Greenwood Fire Won’t Be ‘Extinguished’ Until Snow Falls
The fire was estimated at 25,991 acres Thursday.
NEAR ISABELLA, Minn.,- For those who thought the incoming rain would help fight the Greenwood wildfire, officials Thursday said it’ll be snow that likely provides the moisture needed to bring the almost 26,000-acre fire down.
“And this’ll be a long-term incident, of course,” Incident Commander Brian Pisarek said. “Put this out as probably snowfall as what’s gonna extinguish it, in the end.”
In a press briefing Thursday, Governor Tim Walz and Senators Amy Klobuchar and Tina Smith heard firsthand from fire crews the reality of a long haul with the fire setting in, as they offered federal resources.
“Saving lives, protecting our firefighters, their lives and health, that’s been a real success,” Gov. Walz said. “We hate to see loss of property, but we can rebuild.”
According to Pisarek, any rain that may fall now may be at the wrong time and place to be of any help.
“One of our tactics is to remove the fuel, from part of the fire on the east side, and this rain of course inhibits us from doing that,” said the Incident Commander. “So we’re kind of in our actions, you think rain would be the best thing we could get but the timing of the rain is also critical to our operation.”
Crews took advantage of northwest winds Wednesday. “Ground troops are able to secure the northeast area of the fire from moving towards any structures, that was a big success for us,” Pisarek said. “Our next priority is the town of Isabella.”
They explained to state officials how the 476 men and women with boots on the ground are dealing with the fatigue of fighting flames — that may not be fully contained for at least a month until snowfall.
“With firefighters and public safety at the forefront we do the best we can to make sure that we have adequate rest,” said Nick Petrack, West Zone Fire Management Officer.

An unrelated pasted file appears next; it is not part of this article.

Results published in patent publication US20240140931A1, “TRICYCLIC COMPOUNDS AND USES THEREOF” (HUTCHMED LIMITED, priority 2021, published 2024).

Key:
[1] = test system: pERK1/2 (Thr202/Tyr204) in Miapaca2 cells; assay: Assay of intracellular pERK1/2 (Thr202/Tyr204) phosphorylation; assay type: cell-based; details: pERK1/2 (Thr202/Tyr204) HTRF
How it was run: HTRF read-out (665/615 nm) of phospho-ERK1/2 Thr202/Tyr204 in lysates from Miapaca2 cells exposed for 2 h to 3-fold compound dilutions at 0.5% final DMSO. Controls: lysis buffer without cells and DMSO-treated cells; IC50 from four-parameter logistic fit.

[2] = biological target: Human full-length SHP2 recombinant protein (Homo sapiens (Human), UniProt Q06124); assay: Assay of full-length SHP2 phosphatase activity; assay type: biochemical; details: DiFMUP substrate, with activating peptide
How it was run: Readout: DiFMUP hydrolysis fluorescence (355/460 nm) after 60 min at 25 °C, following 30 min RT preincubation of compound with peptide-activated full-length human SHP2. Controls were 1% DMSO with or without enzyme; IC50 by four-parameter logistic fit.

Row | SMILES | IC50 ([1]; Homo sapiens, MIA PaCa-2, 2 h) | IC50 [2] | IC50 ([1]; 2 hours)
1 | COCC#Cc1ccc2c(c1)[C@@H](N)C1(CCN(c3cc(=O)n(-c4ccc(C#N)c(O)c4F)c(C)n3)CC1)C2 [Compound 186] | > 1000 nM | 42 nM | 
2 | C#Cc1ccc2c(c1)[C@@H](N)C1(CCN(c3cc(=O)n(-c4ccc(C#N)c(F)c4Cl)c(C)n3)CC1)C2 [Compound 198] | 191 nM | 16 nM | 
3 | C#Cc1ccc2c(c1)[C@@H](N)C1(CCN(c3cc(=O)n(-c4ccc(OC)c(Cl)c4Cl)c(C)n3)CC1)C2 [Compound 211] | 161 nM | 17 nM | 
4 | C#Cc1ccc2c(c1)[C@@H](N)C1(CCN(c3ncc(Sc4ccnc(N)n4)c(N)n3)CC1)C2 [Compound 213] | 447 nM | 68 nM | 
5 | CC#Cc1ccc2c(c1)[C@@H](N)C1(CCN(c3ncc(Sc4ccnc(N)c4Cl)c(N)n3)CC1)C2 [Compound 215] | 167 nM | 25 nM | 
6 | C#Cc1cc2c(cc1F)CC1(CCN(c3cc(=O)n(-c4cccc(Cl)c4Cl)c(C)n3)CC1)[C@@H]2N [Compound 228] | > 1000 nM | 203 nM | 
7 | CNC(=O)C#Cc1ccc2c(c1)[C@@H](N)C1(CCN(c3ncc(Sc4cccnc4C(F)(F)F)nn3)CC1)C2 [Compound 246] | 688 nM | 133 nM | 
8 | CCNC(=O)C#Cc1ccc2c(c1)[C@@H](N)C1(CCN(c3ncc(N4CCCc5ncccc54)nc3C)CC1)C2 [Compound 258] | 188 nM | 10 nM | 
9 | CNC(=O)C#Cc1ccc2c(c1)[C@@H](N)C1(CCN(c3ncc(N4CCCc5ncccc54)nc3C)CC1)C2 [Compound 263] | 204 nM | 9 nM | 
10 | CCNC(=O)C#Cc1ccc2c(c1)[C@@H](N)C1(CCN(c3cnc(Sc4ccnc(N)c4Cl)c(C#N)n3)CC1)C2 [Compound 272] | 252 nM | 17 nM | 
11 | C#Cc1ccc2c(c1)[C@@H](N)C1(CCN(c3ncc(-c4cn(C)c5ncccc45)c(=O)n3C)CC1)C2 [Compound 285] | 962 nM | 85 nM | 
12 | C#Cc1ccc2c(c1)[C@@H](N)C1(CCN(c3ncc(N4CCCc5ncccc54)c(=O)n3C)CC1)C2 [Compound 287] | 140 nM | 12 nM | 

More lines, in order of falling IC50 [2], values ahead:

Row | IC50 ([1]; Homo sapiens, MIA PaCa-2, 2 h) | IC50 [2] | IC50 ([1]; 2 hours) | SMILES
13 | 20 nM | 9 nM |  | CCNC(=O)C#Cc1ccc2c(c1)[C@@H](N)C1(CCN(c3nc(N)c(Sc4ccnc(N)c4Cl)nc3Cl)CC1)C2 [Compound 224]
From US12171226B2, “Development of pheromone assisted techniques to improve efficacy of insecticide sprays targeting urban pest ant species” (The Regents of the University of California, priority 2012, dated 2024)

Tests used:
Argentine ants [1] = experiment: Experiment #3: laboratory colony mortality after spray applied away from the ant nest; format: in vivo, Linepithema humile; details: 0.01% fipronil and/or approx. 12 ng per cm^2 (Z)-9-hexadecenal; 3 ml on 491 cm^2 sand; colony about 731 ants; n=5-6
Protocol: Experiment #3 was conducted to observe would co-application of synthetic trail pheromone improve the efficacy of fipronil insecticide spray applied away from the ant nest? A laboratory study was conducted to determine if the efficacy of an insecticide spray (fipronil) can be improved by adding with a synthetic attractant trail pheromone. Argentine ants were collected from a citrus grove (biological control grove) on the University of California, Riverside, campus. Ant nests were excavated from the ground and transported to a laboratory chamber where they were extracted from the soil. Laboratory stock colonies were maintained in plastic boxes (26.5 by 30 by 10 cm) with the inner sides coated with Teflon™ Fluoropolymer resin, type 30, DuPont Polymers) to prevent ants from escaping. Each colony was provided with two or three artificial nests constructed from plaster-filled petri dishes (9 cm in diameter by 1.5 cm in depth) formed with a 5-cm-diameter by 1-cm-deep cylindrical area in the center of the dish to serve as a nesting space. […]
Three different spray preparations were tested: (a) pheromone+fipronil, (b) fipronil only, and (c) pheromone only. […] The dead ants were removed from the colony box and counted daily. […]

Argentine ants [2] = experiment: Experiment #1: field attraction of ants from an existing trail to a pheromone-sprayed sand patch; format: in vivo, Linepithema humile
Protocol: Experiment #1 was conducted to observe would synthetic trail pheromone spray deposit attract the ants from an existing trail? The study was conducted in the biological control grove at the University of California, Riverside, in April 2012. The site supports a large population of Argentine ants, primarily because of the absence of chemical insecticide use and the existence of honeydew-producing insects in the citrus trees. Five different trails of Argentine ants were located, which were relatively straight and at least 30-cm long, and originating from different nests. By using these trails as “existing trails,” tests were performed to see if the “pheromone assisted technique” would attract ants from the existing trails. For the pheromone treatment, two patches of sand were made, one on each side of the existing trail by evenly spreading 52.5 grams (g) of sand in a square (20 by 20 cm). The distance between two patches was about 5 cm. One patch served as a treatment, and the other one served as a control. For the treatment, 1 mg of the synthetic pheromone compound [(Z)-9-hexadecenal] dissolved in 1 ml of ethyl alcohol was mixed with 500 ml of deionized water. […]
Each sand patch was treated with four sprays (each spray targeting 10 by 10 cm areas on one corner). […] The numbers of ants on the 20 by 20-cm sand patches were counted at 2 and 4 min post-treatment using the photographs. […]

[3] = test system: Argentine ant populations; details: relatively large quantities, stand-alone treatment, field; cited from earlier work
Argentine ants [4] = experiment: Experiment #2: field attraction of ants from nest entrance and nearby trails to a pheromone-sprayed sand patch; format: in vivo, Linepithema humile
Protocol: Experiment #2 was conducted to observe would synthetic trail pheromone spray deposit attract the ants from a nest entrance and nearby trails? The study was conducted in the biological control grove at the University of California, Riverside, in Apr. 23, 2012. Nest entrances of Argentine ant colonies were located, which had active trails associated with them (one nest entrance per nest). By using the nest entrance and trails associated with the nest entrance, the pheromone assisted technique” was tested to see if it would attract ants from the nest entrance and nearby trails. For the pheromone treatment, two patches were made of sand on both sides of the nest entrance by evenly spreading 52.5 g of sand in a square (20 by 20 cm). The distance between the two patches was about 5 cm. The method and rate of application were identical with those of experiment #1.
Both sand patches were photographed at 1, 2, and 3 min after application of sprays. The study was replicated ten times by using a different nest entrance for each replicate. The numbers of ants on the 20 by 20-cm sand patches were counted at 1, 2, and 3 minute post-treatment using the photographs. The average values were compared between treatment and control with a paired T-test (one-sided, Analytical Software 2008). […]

“We’ve said it since March based on working with professionals and looking at the outlooks as a marathon, so we know that going in. So we try to set up resources where we’re still trying to get people the adequate time off to get through it,” he said.
12 primary structures including cabins, homes, and recreational sites along with 57 outbuildings, have been destroyed so far.
“Pretty tragic and these are probably, I’m assuming cabins that have maybe been in families generations and with that gone that causes a lot of grief especially in smaller communities,” said the Governor.
Officials say crews have come from Florida and Colorado, and more could be on the way from Illinois.
Gov. Walz said as the months burn on, there are others close by willing to provide assistance. “And I’ll have to tell you, there’s folks that wanna help,” he said.
“I don’t step out of my lane on this cause you have procedures for doing this, but Governor Evers called yesterday and said ‘is there anything I can do?'” said Walz.
And for crews fighting the flames, all they can do is buckle down and keep fighting.
“We’re expecting this to go until snowfall, so we’re trying to just pace ourselves in order to, let’s just call it, finish this marathon,” Petrack said.